By Matthew Lynn
LONDON (MarketWatch) — Shortly before the 1929 stock-market crash that ushered in a global recession, the American economist Irving Fisher made a rightly celebrated forecast: “Stock prices have reached what looks like a permanently high plateau.”
That should be enough to warn anyone off making predictions, particularly where finance and business are concerned. Still, since we are stuck in the quiet space between Christmas and New Year’s day, here are a few things that might or might not happen in 2012.
1. Mario Draghi resigns
Predictions for the euro zone make as much sense as trying to forecast the weather for the summer of 2020. The situation is so volatile, no one really has any idea what is going to happen any more. Here is one thought, however. The simplest way out of this crisis is for the European Central Bank to start printing money, but the main problem is selling that fix to the Germans. When it comes to the crunch, Draghi will step aside, a German will be installed, and the printing presses will be switched on.
Reuters European Central Bank (ECB) President Mario Draghi
2. Britain starts an Olympic revival
As the French will spend most of 2012 telling everyone, the U.K. economy is in as bad a shape as any in the world. Its debts are a towering 450% of GDP, its key industry — financial services — is in structural decline, and its main trading partner is heading into a deep recession. But the London Olympics will be a huge success. With a devalued currency, falling wages, and a flexible labor force, the U.K. economy will start reinventing itself — and the Olympics will be seen as the point where the economy started to recover.
3. Vladimir Putin resigns
The Russian leader faces what now looks like a tricky campaign for the presidency in March. He’ll win, but without a convincing majority. The political leader he most resembles is France’s General de Gaulle — nationalistic, conservative and authoritarian, but with a deep sense of his country’s history and place in the world. After de Gaulle suffered a setback in a referendum, he resigned in 1969. Before the end of the year, President Putin will step down on health grounds. Once he’s gone, Russia will liberalize — and investors will move into its cheap stocks.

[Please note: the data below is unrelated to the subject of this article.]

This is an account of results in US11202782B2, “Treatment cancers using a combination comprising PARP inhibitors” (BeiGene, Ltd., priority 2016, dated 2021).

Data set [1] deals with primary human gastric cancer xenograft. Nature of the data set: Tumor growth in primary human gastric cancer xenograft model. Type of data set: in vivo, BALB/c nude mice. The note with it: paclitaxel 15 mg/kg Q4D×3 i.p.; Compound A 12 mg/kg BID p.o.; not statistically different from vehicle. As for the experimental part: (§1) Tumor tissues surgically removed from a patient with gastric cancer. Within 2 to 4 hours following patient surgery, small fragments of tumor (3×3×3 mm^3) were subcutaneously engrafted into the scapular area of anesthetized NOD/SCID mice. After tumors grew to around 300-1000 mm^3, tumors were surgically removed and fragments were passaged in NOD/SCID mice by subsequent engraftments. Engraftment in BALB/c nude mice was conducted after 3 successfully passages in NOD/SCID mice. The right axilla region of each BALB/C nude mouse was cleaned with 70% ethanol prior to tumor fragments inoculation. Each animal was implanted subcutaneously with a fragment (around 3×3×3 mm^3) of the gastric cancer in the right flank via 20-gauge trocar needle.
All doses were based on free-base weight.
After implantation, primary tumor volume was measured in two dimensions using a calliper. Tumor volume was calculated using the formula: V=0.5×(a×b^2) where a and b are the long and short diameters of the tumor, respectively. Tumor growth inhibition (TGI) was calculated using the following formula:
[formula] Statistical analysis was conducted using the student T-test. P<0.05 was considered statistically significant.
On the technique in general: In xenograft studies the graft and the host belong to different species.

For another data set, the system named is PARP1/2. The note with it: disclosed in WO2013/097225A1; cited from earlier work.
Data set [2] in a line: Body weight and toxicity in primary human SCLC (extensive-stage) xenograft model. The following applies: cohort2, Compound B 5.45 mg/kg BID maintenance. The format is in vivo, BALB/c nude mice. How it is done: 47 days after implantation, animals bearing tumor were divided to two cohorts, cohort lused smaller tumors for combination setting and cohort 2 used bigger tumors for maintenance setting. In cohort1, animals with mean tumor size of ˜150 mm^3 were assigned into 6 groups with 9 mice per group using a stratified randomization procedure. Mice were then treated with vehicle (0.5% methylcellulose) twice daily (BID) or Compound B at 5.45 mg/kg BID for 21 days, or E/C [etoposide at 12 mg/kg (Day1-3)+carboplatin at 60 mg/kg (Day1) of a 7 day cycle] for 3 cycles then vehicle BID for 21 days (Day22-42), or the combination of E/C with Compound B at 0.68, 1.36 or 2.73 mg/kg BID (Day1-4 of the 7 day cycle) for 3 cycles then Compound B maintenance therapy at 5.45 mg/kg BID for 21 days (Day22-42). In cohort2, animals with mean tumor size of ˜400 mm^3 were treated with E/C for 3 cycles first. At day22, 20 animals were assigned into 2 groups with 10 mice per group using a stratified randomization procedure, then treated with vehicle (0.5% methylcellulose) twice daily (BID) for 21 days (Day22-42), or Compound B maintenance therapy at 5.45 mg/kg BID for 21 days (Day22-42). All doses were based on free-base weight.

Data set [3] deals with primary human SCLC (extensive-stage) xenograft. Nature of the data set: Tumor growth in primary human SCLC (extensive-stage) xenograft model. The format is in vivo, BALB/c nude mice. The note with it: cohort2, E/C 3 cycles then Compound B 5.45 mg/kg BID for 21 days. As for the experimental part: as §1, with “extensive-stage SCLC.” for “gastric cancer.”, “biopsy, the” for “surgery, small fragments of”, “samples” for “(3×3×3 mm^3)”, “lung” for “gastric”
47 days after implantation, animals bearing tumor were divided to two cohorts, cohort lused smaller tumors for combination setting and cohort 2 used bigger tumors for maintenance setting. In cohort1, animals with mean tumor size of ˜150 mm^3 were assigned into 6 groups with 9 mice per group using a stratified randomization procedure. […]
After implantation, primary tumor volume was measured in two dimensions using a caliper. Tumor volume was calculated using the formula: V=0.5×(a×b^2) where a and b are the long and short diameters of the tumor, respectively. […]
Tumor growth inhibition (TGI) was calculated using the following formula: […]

4. The dollar starts a bull run
Barack Obama may or may not be a great president, but with the opposition unable to come up with a convincing alternative, he will cruise to a relatively easy re-election. In a world where the euro zone is imploding, Russia is in turmoil, and the Chinese economy will be looking wobbly, the U.S. will seem to be the only real safe haven. Everyone will want to get that portion of their portfolio that isn’t in gold into dollars — and the currency will embark on a long-term bull run.
5. France accepts a reduced role in the world
This will be a traumatic year for the French. The country will lose its triple-A rating, and sink back into recession. The far-right National Front leader Marine Le Pen will be the star of the presidential election. But in the end, the dull-as-watching-paint-dry Francois Hollande will replace the grand-standing Nicolas Sarkozy as president. By the end of the year, the French will have started to accept that they are no longer major players in the world, either on their own, or through the EU.